Monthly Archives: June 2013

Can an Insolvency Court Revive A Contract under the CCAA?!?


The court has always had the power to enforce the terms of a contract – through the remedy of specific performance or through the much lesser known/used remedy of a positive injunction. But these are usually limited in scope, and not to a terminated contract.

The passing of the Companies’ Creditors Arrangement Act (CCAA), was done to give courts broad powers to facilitate the restructuring of a company – especially big money companies. In a recent judgement, the Superior Court of Quebec revived a distribution contract, to help bring about the sale of a retailer, in lieu of the fact that the agreement was already cancelled by the manufacturer.  The court overturned a notice of termination, temporarily.

The manufacturer appealed, and the court of appeal denied leave to appeal on the basis of expediency and from a procedural standpoint. It is an interesting issue, because it would seem that the court will have constitutional issues and procedural problems in allowing such an order. The temporary suspension is due to expire on June 28, 2013, so it will be interesting to see how the Quebec Superior court revisits the issue…

Bankruptcy Offences, what they are and what can happen!

Under the Bankruptcy and Insolvency Act (BIA) and the Canadian Criminal Code (Code), there are certain acts that a bankrupt has a duty not to commit, and will result in payment or imprisonment as a result.

The most common ones are when a bankrupt:

  • fraudulently disposes of property before (within a certain timeframe) or after a bankruptcy
  • lies to get credit
  • lies or refuses to answer truth fully to questions during an examination for a bankruptcy

RECENT CASE: R. v. Lee (2013) ONCJ 259:

Mrs Lee declared bankruptcy, and stated that she did not expect to receive anything other then her normal income over the next 12 month. She was discharged, and dissolved of close to $100,000.00 in debts.

It then came to light that $40,000 in cash of Mrs. Lee’s had been kept at her daughters house, and the police had seized it in a raid of her daughter’s ex-husband. She submitted an affidavit, stating that the money was hers, and it was ordered returned to her.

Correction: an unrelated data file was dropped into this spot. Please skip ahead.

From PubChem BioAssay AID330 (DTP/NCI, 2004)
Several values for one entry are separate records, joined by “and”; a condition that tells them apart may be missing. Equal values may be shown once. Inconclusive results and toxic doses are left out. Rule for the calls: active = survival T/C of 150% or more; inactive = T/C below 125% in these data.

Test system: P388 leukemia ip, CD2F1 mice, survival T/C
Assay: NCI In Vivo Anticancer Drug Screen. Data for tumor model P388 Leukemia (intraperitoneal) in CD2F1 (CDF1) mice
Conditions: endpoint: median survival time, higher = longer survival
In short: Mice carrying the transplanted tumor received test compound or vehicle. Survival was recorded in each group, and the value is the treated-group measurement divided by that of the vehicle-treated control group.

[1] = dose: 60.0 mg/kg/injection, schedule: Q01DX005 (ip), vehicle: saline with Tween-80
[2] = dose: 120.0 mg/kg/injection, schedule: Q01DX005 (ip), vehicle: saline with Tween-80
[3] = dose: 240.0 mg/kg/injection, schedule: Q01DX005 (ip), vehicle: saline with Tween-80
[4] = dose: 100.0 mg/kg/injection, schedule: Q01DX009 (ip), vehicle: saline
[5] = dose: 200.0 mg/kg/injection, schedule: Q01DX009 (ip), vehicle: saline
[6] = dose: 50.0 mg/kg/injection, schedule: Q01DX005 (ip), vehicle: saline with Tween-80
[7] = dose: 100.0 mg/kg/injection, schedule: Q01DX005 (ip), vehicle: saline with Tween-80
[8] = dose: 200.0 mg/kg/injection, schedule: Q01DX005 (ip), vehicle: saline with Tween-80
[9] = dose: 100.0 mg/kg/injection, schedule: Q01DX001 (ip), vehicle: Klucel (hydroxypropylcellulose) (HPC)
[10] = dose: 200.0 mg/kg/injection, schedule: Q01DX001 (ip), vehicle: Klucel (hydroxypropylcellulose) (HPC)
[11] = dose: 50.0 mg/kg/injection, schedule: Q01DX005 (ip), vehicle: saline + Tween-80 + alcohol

Mrs. Lee made no effort to inform the trustee. Instead, the trustee brought an action to get the money, and the order was set aside. Further, charges were brought against Mrs. Lee, on account of these actions.

She was charged with three crimes, and although she got off of two of them – the judge did not find her to be an economically sophisticated woman, and and thought there was an issue with what she knew – she was found guilty of failing to inform the trustee for over a year of the money.

The objective of the BIA is to allow for creditors to be able to obtain what they can, and be able to recover, what they extended to the bankrupt.


Property issues… How I can get the property that I am owed!


I wrote a blog posting a while back about ex-wives, and what happens to division of property.

There is a ‘family’ law case that came out last year on joint-tenancy, intention, and right of survivor – Hansen Estate v Hansen, 2012 ONCA 112

In that case, a man and his wife were getting divorced, and he had drawn up a new will, with all of his assets going to his kids from a previous marriage, but before he could sever the joint tenancy, he died! So the JT was still effective, therefore giving full title to his ex-wife (from separation). His kids claimed that the father intended to sever, and create a tenancy in common, and gave evidence to that effect. The Court of Appeal agreed.

This case is interesting from an insolvency and partition standpoint. If a person goes bankrupt, and they are a joint tenant, then there is a different process to when there is a tenancy in common, and it’s simply their portion of the house. Same thing if a lawsuit is against a person, and they lose, the writ would different – and the procedure.

Of course if you die, then the intention needs to be interpreted.

Very interesting…but this reminds you that if you are separating, divorced, worried that the person you co-own your property with is going to go bankrupt or file a proposal, or is involved in a lawsuit, sever the interest. 

Come talk to me if you want to discuss real estate issues!

So you think Bankruptcy is the answer…does it take care of my frauds?

Canada Mortgage and Housing Corp. v. Gray (2013), 2013 ONSC 1986, 2013 CarswellOnt 5150 (Ont. S.C.J.)


CMHC sought a declaration that the amount of debt owing to from Evan Gray would survive his discharge under Section 178, and for an order allowing them to pursue enforcement. This was a commercial list matter in front of Justice Wilton-Siegel. He used this case as an opportunity to review what would constitute fraudulent misrepresentation for the purpose of Section 178 of the Bankruptcy and Insolvency Act. He stated that false pretenses and fraudulent misrepresentations are not the same. And while the act allows for both to cited to stop a debtor from an absolute discharge, a pretence is simply an attempt to make something that is not the case appear to be true. While misrepresentations, especially fraudulent, requires a. the existence of a representation b. a false representation c. the bankruptcy must know that the representation was false and intended the creditor to act upon it so as to enable the bankrupt to obtain the credit sough and d. that the creditor did rely upon this false representation. Wilful blindness can amount to false representation for the purposes of 178(1)(e) which is also very important, because a bankrupts lack of action can be cause for alarm. Silence, on its own, without silence inferring a representation or constituting wilful blindness will not be a misrepresentation.


In this case, the judge said that Gray didn’t know about the fraudulent scheme and was not willfully blind.